If you’re feeling ambitious, you can gather more information, such as the voice and tone and the typical length or structure of each competitor’s content. But these more subtle data points are tougher to collect—just gaining an understanding of the topics and formats that are preferred by your competitors is a great start. If you want help with a deeper competitive analysis, we’d love to help.
Your roundup of topics can show you where your competitors have likely experimented with their content and where they’ve focused as a result. Taking note of their learnings can save you a lot of time. However, this strategy isn’t foolproof—what if your competitors aren’t going down the right path, or haven’t tested extensively?
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Determining what works
To verify which topics and formats are truly effective in your industry, you first need to determine what success looks like. Due to the limited amount of data that can easily be collected from competitors, measuring a competitor’s performance typically falls into two buckets: SEO performance, and social performance.
Evaluating SEO performance
If SEO performance is a goal for your content, it’s important to understand how your competitors are doing—after all, you’ll likely be competing directly for keyword rankings. To evaluate SEO performance, start by identifying the keywords that your competitor’s content is ranking for. For each keyword, note the average position, volume, and keyword difficulty. You should be able to find this data using most SEO tools (such as SEMRush or Ahrefs). Once you’ve collected this information, hone in on:
- Pages that are ranking for keywords with an average position of 3 or higher. These keywords can give you insight into what topics are most effective for your competitors. It’s likely that it will be difficult to overtake your competitors in these keywords, especially if these keywords have a high keyword difficulty.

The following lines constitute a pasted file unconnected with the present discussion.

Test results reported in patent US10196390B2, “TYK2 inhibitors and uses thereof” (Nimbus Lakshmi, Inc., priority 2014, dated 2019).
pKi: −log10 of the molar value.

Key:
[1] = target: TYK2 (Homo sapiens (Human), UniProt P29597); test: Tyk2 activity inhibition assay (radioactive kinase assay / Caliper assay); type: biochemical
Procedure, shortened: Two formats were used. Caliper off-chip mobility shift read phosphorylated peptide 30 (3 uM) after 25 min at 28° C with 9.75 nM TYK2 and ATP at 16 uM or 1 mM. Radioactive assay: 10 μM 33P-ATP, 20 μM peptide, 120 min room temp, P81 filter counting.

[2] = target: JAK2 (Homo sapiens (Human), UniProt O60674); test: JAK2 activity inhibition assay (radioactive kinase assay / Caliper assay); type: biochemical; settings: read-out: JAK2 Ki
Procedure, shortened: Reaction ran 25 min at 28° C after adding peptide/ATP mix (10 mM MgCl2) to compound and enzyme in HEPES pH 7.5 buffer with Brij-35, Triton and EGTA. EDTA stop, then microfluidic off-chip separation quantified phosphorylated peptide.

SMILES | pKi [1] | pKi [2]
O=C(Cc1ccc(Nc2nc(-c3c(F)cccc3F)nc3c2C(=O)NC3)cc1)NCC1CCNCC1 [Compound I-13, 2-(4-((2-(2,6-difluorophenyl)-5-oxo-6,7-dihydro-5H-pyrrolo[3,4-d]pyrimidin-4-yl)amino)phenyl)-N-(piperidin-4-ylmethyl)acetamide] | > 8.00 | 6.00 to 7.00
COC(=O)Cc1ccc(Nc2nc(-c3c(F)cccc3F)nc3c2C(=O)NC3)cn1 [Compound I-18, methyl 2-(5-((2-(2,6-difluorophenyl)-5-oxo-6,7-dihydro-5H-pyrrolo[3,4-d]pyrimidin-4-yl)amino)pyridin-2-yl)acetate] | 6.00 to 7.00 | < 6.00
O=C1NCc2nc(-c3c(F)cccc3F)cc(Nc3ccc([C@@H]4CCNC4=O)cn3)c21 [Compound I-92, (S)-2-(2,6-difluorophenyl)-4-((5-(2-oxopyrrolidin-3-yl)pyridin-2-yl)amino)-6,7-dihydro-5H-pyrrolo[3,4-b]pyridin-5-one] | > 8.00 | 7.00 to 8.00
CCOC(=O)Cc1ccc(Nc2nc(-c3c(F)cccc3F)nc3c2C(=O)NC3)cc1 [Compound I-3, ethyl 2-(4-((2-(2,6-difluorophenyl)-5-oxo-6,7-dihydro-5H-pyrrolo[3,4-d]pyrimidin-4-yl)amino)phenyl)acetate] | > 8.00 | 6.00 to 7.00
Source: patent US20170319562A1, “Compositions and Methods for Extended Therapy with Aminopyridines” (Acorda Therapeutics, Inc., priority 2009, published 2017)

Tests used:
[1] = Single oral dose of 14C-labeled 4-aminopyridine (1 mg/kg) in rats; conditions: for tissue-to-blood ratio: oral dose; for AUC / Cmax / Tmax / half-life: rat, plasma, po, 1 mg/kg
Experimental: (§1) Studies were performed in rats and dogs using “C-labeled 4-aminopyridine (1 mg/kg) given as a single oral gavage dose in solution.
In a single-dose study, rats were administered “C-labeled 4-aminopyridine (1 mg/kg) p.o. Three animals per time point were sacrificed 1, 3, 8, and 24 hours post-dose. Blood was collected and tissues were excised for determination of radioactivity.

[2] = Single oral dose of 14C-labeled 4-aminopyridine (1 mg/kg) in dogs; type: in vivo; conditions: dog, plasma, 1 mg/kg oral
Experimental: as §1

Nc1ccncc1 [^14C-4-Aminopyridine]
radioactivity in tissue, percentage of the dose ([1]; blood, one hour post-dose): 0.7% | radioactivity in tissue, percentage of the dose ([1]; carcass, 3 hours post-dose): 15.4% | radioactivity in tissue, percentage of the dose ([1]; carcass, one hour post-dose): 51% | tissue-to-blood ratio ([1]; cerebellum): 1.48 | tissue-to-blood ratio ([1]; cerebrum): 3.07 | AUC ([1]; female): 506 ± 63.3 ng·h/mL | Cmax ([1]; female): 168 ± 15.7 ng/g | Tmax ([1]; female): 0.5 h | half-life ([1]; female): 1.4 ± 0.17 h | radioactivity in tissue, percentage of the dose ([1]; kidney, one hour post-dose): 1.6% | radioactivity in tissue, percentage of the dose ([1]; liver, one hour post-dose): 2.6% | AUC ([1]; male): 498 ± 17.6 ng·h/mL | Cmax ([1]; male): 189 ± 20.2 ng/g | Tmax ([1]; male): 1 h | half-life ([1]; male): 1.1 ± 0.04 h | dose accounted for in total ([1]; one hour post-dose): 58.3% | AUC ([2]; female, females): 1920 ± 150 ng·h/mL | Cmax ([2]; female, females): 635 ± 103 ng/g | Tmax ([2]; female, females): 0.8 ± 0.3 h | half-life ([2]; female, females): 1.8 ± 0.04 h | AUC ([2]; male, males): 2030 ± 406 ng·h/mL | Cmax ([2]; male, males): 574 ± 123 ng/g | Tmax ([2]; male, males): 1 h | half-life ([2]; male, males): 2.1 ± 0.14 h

- Pages that are ranking for keywords with an average position of 11 or lower. If these keywords have a low keyword difficulty, it’s likely that they are of lesser importance to your competitors, leaving you an opening to compete more easily.
Evaluating social performance
If reader engagement is your content goal, social performance can be a great proxy metric. Using a tool like Quietly Insights or SharedCount, you can quickly tally the total number of social engagements, across various platforms, for any given piece of content. Then, you’ll want to identify:
- The topics that have the highest average engagements. These are the topics that readers are most likely to share, and can serve as a good measure of reader interest. Quietly Insights automatically identifies your key topics by engagements—for example, ours are “marketing calls to action”, “keyword research”, and “marketing management”.
- The formats that have the highest average engagement. Aside from topics, the way in which content is presented is often an important factor for content performance. Understanding the formats that most excite your readers can help you prioritize your content efforts.
Aside from looking at examining topics and formats, identifying the lengths, styles, or tones of content most likely to perform can also help you better understand your target audience’s preferences.
Bringing it all together
Before we move on, there are two more important tips to keep in mind when it comes to competitive analysis.